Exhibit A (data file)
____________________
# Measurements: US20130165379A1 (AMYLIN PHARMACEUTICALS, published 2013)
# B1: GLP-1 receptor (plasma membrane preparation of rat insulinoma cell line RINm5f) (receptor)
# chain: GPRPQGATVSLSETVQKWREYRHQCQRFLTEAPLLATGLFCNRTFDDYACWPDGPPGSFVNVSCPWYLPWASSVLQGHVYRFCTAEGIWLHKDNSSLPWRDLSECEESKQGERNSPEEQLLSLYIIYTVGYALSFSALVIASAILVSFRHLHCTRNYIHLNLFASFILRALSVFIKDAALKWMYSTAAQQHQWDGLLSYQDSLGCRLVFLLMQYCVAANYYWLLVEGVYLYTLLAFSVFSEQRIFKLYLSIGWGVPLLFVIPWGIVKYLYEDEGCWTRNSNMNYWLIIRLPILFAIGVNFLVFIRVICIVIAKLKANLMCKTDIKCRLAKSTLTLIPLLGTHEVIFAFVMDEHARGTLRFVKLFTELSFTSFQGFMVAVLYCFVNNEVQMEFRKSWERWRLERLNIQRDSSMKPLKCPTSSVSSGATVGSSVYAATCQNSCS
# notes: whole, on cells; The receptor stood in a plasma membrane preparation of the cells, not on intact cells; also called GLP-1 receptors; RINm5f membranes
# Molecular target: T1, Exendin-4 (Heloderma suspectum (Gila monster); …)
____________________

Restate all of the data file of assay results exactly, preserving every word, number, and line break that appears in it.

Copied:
# Measurements: US20130165379A1 (AMYLIN PHARMACEUTICALS, published 2013)
# B1: GLP-1 receptor (plasma membrane preparation of rat insulinoma cell line RINm5f) (receptor)
# chain: GPRPQGATVSLSETVQKWREYRHQCQRFLTEAPLLATGLFCNRTFDDYACWPDGPPGSFVNVSCPWYLPWASSVLQGHVYRFCTAEGIWLHKDNSSLPWRDLSECEESKQGERNSPEEQLLSLYIIYTVGYALSFSALVIASAILVSFRHLHCTRNYIHLNLFASFILRALSVFIKDAALKWMYSTAAQQHQWDGLLSYQDSLGCRLVFLLMQYCVAANYYWLLVEGVYLYTLLAFSVFSEQRIFKLYLSIGWGVPLLFVIPWGIVKYLYEDEGCWTRNSNMNYWLIIRLPILFAIGVNFLVFIRVICIVIAKLKANLMCKTDIKCRLAKSTLTLIPLLGTHEVIFAFVMDEHARGTLRFVKLFTELSFTSFQGFMVAVLYCFVNNEVQMEFRKSWERWRLERLNIQRDSSMKPLKCPTSSVSSGATVGSSVYAATCQNSCS
# notes: whole, on cells; The receptor stood in a plasma membrane preparation of the cells, not on intact cells; also called GLP-1 receptors; RINm5f membranes
# Molecular target: T1, Exendin-4 (Heloderma suspectum (Gila monster); …)